Wonderfully crafted and illustrated: a delightful, effective primer for budding poets.



From the Poetry Adventures series

An engaging lantern poem and haiku how-to for young readers.

Veteran children’s series author Cleary (Feet and Puppies, Thieves and Guppies: What Are Irregular Plurals? with Brian Gable, 2014, etc.) and British illustrator Rowland team up to launch the new Poetry Adventures series with a picture book demonstrating the great fun to be had with wee poems. While poets typically choose the spare haiku or concrete lantern form to communicate profound reflections on nature, here Cleary turns poetic convention on its ear by conjuring silly, sometimes-hilarious situations. Whether describing a bodily function, as in “Yummy”—“When something’s so good / you want to taste it again, / that’s what burps are for”—or poking fun at the haiku form itself—“When you’ve written one / without enough syllables, / you add words. Football”—Cleary’s light touch immediately grabs attention. Even the more contemplative lantern poems, so called because the five-line syllabic form’s outline slightly resembles that of a Japanese lantern, are perfectly geared for the young: “Hug: / a gift / that is best / when you return / it.” To further entice readers to write, Cleary provides clear descriptions of the poetics of each form alongside Rowland’s vibrant, brightly hued illustrations that include a nicely ethnically diverse cast of human characters as well as zany aliens and plenty of visual wit.

Wonderfully crafted and illustrated: a delightful, effective primer for budding poets. (Picture book/poetry. 6-10)

Pub Date: May 1, 2014

ISBN: 978-1-4677-4412-6

Page Count: 32

Publisher: Millbrook/Lerner

Review Posted Online: March 17, 2014

Kirkus Reviews Issue: April 1, 2014

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A tour de force of interactive two-dimensional nature.


From the Brown Bear Wood series

Four seasons’ worth of poetic exploration into the bustling woods.

Piercey presents here 16 poems containing tightly rhymed quatrains inviting young readers to follow Bear out of the confines of their homes and into the forest from spring through winter. Arranged in double-page spreads, Hartas’ sumptuously action-packed forest scenes are rife with so much fauna and flora that Piercey provides legends pointing readers toward “what to spot” on each spread. Bear narrates: “My woodland’s full of animals, / of every different kind. / So shall we stay here for a while / and see what we can find?” (A bit distractingly, some words are set in a faux handwriting typeface.) Items to find include such delights as a “baby chipmunk in a hammock” or “two birds returning from their winter break”—delicately drawn with tiny suitcases in their claws. In each kid-styled Breughel-like tableau, creatures are busy doing something—building nests, getting ready for school, or celebrating Bunny’s birthday; even Bear’s off playing hide-and-seek with mice. In summer, some go for swimming lessons while others stage a play. Autumn’s chill starts to wind down the fun, as trees turn “orange, scarlet, gold, / each leaf a tongue of flame”—perfect for inspiring art class. In Hartas’ gifted hands, Piercey’s thriving woodland society celebrates all the joys of communing with the elements and one another. (This book was reviewed digitally with 12.2-by-20-inch double-page spreads viewed at 29.9% of actual size.)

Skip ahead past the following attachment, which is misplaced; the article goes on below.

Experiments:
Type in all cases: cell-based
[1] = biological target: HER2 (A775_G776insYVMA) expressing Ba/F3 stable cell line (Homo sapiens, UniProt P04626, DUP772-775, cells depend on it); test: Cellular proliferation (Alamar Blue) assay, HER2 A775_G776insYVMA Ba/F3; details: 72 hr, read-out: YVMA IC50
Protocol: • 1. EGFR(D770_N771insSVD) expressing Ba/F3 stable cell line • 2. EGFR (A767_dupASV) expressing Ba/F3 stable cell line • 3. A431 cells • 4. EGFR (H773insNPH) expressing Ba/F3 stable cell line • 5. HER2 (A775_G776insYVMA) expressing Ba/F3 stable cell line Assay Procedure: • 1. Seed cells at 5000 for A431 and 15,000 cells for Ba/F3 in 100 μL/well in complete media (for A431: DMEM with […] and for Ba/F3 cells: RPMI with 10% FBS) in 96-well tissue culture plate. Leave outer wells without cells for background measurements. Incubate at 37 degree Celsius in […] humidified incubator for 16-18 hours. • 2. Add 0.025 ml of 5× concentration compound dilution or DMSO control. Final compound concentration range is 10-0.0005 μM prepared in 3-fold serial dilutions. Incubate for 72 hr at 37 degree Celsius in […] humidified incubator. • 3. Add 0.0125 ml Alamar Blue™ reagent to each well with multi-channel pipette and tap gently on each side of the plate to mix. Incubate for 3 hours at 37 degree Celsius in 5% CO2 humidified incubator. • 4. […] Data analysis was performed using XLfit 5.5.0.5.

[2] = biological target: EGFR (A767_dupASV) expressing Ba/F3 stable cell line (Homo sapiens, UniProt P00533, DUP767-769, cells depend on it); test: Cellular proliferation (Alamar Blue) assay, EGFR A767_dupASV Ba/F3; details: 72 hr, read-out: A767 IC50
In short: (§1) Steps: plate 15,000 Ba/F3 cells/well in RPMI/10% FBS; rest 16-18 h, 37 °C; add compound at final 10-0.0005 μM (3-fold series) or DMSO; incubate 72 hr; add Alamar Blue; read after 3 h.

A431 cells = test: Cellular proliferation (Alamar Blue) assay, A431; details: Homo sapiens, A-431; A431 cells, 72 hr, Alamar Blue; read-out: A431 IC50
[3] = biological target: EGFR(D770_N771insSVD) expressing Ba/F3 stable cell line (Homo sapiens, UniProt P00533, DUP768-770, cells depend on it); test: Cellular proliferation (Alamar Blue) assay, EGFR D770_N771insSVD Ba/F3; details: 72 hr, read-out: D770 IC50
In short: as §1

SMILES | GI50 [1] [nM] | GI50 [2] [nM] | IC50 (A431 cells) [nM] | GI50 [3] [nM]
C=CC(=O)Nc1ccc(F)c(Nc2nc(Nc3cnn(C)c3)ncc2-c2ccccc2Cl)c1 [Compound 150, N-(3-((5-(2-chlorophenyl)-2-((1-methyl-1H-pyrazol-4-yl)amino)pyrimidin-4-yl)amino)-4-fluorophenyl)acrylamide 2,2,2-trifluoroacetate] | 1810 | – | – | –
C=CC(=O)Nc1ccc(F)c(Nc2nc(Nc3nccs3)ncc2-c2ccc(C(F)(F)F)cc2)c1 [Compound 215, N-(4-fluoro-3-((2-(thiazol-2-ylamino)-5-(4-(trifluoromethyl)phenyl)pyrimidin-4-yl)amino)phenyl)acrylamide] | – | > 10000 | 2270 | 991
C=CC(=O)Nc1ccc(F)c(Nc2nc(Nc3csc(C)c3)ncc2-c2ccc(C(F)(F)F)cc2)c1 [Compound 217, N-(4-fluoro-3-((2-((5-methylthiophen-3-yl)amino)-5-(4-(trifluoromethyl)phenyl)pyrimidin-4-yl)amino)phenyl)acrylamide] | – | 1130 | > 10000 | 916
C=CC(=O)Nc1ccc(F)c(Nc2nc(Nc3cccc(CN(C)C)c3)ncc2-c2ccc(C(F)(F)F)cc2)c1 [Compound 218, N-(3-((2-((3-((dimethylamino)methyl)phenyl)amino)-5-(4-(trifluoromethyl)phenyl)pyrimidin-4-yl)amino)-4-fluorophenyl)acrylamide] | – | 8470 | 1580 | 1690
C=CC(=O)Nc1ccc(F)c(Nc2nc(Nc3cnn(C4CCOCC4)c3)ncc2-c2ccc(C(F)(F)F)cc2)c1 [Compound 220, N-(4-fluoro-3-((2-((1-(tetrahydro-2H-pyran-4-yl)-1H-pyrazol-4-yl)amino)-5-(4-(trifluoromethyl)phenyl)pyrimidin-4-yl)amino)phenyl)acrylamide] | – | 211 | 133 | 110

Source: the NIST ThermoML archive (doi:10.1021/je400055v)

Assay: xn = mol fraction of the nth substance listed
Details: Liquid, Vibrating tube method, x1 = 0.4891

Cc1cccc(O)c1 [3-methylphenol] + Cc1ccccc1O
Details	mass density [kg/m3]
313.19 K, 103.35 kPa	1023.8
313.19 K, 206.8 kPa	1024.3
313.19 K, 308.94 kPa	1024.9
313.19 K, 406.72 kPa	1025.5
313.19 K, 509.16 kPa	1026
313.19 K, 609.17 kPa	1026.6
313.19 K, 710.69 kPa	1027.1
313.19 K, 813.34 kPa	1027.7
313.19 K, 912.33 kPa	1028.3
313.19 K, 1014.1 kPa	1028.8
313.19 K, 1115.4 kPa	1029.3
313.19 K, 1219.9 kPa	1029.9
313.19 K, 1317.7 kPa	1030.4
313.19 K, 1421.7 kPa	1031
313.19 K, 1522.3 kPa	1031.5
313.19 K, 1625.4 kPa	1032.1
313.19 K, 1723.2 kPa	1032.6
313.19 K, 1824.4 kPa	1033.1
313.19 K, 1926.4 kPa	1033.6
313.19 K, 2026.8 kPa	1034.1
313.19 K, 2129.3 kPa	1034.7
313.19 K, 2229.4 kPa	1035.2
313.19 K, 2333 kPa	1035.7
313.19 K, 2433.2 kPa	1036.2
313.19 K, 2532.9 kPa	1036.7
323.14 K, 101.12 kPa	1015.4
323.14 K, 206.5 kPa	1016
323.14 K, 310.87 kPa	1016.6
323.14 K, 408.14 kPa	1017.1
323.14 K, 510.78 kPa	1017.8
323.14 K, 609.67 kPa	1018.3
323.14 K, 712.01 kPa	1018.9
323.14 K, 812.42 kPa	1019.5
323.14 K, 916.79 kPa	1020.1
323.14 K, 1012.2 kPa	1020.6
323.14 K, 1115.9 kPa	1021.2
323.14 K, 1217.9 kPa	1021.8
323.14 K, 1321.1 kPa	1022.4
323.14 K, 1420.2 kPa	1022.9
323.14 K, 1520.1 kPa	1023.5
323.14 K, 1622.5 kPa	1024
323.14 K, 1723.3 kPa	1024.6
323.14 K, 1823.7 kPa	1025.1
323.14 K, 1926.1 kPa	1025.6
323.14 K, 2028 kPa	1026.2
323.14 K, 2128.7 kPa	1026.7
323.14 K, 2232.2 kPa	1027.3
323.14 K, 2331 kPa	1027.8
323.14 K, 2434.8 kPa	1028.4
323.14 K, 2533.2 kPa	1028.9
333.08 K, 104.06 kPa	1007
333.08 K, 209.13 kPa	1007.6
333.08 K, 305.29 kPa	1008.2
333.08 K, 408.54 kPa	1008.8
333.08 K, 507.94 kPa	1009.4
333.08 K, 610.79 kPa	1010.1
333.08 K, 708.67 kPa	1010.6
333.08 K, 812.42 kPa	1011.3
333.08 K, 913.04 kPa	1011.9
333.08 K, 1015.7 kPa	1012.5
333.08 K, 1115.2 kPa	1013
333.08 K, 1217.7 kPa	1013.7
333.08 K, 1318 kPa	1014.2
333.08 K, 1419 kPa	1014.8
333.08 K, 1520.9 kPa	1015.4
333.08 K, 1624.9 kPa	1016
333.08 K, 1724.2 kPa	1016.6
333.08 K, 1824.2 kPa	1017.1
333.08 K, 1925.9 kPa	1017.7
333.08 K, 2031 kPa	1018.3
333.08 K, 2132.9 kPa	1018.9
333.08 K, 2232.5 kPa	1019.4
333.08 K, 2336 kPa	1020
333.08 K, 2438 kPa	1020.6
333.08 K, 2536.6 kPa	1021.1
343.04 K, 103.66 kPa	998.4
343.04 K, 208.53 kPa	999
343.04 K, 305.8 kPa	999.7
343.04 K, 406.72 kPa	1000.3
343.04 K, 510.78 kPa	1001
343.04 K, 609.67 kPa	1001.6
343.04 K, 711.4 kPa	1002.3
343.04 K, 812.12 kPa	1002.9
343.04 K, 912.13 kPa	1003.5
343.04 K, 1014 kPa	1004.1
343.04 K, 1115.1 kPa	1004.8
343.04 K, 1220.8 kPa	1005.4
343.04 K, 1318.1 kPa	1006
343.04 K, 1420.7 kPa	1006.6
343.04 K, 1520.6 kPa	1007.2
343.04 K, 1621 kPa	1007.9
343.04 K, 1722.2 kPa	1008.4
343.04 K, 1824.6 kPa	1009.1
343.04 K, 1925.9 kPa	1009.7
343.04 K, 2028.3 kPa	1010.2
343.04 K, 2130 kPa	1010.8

A tour de force of interactive two-dimensional nature. (nature notes, further resources) (Picture book/poetry. 6-10)

Pub Date: March 16, 2021

ISBN: 978-1-4197-5158-5

Page Count: 48

Publisher: Magic Cat

Review Posted Online: Jan. 27, 2021

Kirkus Reviews Issue: Feb. 15, 2021

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In a word, a feast for the eyes, brain, and artistic imagination.


Words and pictures connect in surprising, stimulating ways.

Talk about painting with words. Author/illustrator Paschkis plays with them, too, and encourages readers to do likewise. In the process, she explores the elasticity and seemingly endless possibilities of language. The vividly colored, wittily detailed, folk-style paintings on double-page spreads organically incorporate words into the artwork in wondrous, creative ways. Words frequently repeat in different sizes and colors; illustrated images include words that sound or are shaped like them, are variations of them, rhyme or nearly rhyme with them, sort of resemble them, are sort of spelled like them, etc. A bouquet of flowers in a vase sports roses exuding the scents of slumber, sultry, shush, and other evocative words beginning with S; on a daisy’s petals readers find dizzy, doozy, lazy, jazzy; lief, leap, life, and more decorate the leaves. Delightful words—many of which readers won’t know, and that’s OK—flex vocabulary and spelling muscles to the max and also enhance readers’ visual and auditory senses when the pictures are taken in. Furthermore, the spreads are connected to thought-provoking questions. Some inspired the paintings, or vice versa, and themselves contain examples of wordplay. Persons depicted have diverse skin tones. The book makes a great springboard for creative-thinking activities in writing and art units in classroom and library programs. Keep dictionaries handy. Endpapers abound with swirling words readers can savor (and look up).

In a word, a feast for the eyes, brain, and artistic imagination. (author's note) (Picture book. 6-10)

Pub Date: July 13, 2021

ISBN: 978-1-59270-353-1

Page Count: 48

Publisher: Enchanted Lion Books

Review Posted Online: June 29, 2021

Kirkus Reviews Issue: July 15, 2021

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